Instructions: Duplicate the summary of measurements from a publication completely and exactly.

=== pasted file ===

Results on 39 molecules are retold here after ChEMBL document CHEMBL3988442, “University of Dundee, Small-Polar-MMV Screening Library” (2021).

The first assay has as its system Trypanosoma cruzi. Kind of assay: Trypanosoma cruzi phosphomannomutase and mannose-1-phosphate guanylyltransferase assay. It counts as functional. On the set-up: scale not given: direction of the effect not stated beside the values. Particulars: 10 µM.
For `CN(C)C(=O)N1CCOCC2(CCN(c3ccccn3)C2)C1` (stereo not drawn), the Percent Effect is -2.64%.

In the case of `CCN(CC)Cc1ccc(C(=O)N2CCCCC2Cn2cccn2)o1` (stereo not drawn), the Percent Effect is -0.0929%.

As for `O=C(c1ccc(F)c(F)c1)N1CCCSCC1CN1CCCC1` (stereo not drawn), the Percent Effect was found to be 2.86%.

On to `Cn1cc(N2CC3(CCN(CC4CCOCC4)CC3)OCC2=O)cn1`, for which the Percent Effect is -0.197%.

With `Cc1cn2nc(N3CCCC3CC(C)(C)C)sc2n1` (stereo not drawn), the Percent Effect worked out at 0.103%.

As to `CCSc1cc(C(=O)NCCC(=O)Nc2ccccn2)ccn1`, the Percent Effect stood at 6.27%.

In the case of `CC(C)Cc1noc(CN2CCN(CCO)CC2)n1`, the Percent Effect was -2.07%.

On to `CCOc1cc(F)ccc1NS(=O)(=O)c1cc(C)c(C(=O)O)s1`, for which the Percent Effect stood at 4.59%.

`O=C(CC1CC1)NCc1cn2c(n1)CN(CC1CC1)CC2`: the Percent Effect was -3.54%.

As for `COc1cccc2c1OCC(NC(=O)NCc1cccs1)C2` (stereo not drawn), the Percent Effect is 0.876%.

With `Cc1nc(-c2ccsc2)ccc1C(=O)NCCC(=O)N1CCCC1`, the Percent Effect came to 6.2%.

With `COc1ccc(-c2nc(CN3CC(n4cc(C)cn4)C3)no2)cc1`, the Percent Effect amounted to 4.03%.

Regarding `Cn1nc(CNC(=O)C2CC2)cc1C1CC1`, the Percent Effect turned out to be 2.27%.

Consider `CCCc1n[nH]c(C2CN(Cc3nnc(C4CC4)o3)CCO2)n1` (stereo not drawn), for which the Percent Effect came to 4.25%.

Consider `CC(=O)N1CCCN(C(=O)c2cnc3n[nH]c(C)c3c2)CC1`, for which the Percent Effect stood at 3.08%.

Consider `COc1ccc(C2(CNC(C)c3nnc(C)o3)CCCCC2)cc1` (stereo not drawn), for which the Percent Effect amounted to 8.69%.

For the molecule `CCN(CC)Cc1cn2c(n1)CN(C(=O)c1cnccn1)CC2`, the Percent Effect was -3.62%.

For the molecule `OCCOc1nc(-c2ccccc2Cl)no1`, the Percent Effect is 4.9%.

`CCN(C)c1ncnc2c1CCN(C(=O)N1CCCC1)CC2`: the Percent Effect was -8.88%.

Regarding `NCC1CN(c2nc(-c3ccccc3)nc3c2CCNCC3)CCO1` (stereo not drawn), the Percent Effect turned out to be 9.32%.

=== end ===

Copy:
Results on 39 molecules are retold here after ChEMBL document CHEMBL3988442, “University of Dundee, Small-Polar-MMV Screening Library” (2021).

The first assay has as its system Trypanosoma cruzi. Kind of assay: Trypanosoma cruzi phosphomannomutase and mannose-1-phosphate guanylyltransferase assay. It counts as functional. On the set-up: scale not given: direction of the effect not stated beside the values. Particulars: 10 µM.
For `CN(C)C(=O)N1CCOCC2(CCN(c3ccccn3)C2)C1` (stereo not drawn), the Percent Effect is -2.64%.

In the case of `CCN(CC)Cc1ccc(C(=O)N2CCCCC2Cn2cccn2)o1` (stereo not drawn), the Percent Effect is -0.0929%.

As for `O=C(c1ccc(F)c(F)c1)N1CCCSCC1CN1CCCC1` (stereo not drawn), the Percent Effect was found to be 2.86%.

On to `Cn1cc(N2CC3(CCN(CC4CCOCC4)CC3)OCC2=O)cn1`, for which the Percent Effect is -0.197%.

With `Cc1cn2nc(N3CCCC3CC(C)(C)C)sc2n1` (stereo not drawn), the Percent Effect worked out at 0.103%.

As to `CCSc1cc(C(=O)NCCC(=O)Nc2ccccn2)ccn1`, the Percent Effect stood at 6.27%.

In the case of `CC(C)Cc1noc(CN2CCN(CCO)CC2)n1`, the Percent Effect was -2.07%.

On to `CCOc1cc(F)ccc1NS(=O)(=O)c1cc(C)c(C(=O)O)s1`, for which the Percent Effect stood at 4.59%.

`O=C(CC1CC1)NCc1cn2c(n1)CN(CC1CC1)CC2`: the Percent Effect was -3.54%.

As for `COc1cccc2c1OCC(NC(=O)NCc1cccs1)C2` (stereo not drawn), the Percent Effect is 0.876%.

With `Cc1nc(-c2ccsc2)ccc1C(=O)NCCC(=O)N1CCCC1`, the Percent Effect came to 6.2%.

With `COc1ccc(-c2nc(CN3CC(n4cc(C)cn4)C3)no2)cc1`, the Percent Effect amounted to 4.03%.

Regarding `Cn1nc(CNC(=O)C2CC2)cc1C1CC1`, the Percent Effect turned out to be 2.27%.

Consider `CCCc1n[nH]c(C2CN(Cc3nnc(C4CC4)o3)CCO2)n1` (stereo not drawn), for which the Percent Effect came to 4.25%.

Consider `CC(=O)N1CCCN(C(=O)c2cnc3n[nH]c(C)c3c2)CC1`, for which the Percent Effect stood at 3.08%.

Consider `COc1ccc(C2(CNC(C)c3nnc(C)o3)CCCCC2)cc1` (stereo not drawn), for which the Percent Effect amounted to 8.69%.

For the molecule `CCN(CC)Cc1cn2c(n1)CN(C(=O)c1cnccn1)CC2`, the Percent Effect was -3.62%.

For the molecule `OCCOc1nc(-c2ccccc2Cl)no1`, the Percent Effect is 4.9%.

`CCN(C)c1ncnc2c1CCN(C(=O)N1CCCC1)CC2`: the Percent Effect was -8.88%.

Regarding `NCC1CN(c2nc(-c3ccccc3)nc3c2CCNCC3)CCO1` (stereo not drawn), the Percent Effect turned out to be 9.32%.